Sent: Monday, July 12, 2004 8:09 AM
To: McDonald, Ira
Cc: 'carl at manros.com'; McDonald, Ira; Ipp at Pwg. Org; owner-ipp at pwg.org
Subject: RE: IPP> FW: Copyright statements in drafts



Ira:

Yes you would be required to disclose the patent held by someone else that
you were told about; however, it is not your responsibility to assess
whether the patent is applicable.  Today, virtually all standards
organization's patent policies (IEEE, W3C, ISO, etc.) either encourage or
mandate the submitter to disclose any patents which might be applicable to
the submission whether held by you, your employer or someone else IF you
actually know about it.

 I don't understand the problem.  Why should you worry about disclosing
someone else's patent... it's public information anyway.

**********************************************
 Don Wright                 don at lexmark.com

 Chair,  IEEE SA Standards Board
 Member, IEEE-ISTO Board of Directors
 f.wright at ieee.org / f.wright at computer.org

 Director, Alliances & Standards
 Lexmark International
 740 New Circle Rd
 Lexington, Ky 40550
 859-825-4808 (phone) 603-963-8352 (fax)
**********************************************







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|         |           "McDonald, Ira"  |
|         |           <imcdonald at sharpl|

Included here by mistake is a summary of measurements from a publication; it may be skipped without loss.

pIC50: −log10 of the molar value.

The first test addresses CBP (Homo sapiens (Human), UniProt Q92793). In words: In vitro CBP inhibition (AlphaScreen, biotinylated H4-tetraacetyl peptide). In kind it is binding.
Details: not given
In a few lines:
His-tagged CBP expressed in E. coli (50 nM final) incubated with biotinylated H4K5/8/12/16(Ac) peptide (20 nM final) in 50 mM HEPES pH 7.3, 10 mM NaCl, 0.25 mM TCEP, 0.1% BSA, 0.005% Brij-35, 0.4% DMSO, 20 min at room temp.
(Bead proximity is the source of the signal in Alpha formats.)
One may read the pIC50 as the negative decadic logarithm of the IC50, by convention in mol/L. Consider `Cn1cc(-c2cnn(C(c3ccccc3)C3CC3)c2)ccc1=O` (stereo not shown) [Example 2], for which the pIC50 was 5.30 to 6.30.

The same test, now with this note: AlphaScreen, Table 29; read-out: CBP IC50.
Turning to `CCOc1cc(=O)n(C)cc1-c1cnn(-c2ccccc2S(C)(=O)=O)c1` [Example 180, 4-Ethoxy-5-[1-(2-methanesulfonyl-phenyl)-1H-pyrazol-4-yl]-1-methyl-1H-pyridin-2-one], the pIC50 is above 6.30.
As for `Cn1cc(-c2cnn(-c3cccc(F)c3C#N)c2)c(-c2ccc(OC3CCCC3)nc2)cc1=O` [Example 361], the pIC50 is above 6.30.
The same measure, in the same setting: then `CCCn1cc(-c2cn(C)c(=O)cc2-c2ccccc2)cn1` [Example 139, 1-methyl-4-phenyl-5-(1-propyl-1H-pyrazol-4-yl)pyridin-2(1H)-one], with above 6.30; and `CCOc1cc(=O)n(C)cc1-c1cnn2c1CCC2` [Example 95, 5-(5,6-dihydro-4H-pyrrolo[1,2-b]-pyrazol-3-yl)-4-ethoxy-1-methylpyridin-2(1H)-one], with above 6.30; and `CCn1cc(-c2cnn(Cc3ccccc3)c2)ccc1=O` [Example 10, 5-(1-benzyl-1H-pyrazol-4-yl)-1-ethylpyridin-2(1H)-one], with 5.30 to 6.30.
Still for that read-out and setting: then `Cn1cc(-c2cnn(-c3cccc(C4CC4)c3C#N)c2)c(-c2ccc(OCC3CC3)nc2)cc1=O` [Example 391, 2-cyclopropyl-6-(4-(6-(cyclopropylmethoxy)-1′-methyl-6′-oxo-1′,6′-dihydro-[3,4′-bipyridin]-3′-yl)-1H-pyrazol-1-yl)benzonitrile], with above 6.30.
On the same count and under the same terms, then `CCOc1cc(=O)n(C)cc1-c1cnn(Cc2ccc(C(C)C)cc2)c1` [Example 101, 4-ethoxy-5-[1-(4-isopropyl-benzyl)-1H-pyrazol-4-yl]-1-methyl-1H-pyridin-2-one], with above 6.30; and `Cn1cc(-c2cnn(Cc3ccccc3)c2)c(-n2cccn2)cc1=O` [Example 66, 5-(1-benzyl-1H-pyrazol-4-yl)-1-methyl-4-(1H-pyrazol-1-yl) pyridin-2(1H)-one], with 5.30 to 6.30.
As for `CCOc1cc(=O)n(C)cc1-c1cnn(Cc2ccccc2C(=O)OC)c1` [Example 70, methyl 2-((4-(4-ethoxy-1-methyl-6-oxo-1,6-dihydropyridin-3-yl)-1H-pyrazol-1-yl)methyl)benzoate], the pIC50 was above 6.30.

|         |           abs.com>         |
|         |                            |
|         |           07/11/2004 03:10 |
|         |           PM               |
|         |                            |
|---------+---------------------------->
 
>---------------------------------------------------------------------------
--------------------------------------------|
  |
|
  |       To:       "'don at lexmark.com'" <don at lexmark.com>, "McDonald, Ira"
<imcdonald at sharplabs.com>                      |
  |       cc:       "'carl at manros.com'" <carl at manros.com>, "Ipp at Pwg. Org"
<ipp at pwg.org>, owner-ipp at pwg.org                |
  |       Subject:  RE: IPP> FW: Copyright statements in drafts
|
 
>---------------------------------------------------------------------------
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Hi Don,

My very point: "or someone has told you about it".  The reference
to RFC 3668 has no protection benefits at all.  In law, the
direct text is everything.

If a collaborator on a public standard (from another vendor)
tells me out of courtesy about a probably applicable patent
(only lawyers really know about applicability), then this
I-D boilerplate requires _me_ to disclose _their_ patent.

Not even close to acceptable.

Cheers,
- Ira

Ira McDonald (Musician / Software Architect)
Blue Roof Music / High North Inc
PO Box 221  Grand Marais, MI  49839
phone: +1-906-494-2434
email: imcdonald at sharplabs.com

-----Original Message-----
From: don at lexmark.com [mailto:don at lexmark.com]
Sent: Sunday, July 11, 2004 2:16 PM
To: McDonald, Ira
Cc: 'carl at manros.com'; Ipp at Pwg. Org; owner-ipp at pwg.org
Subject: RE: IPP> FW: Copyright statements in drafts


It seems to me saying "of which I am aware" and then "in accordance with
RFC 3668"  in the I-D would explicitly qualify awareness to be "reasonably
and personally known to the submitter."

If you don't know about it then it can't be held against you.  How could
you reasonably and personally be aware of a patent held by someone else
unless you spend your days trolling the various countries patent databases
or someone has told you about it?

*******************************************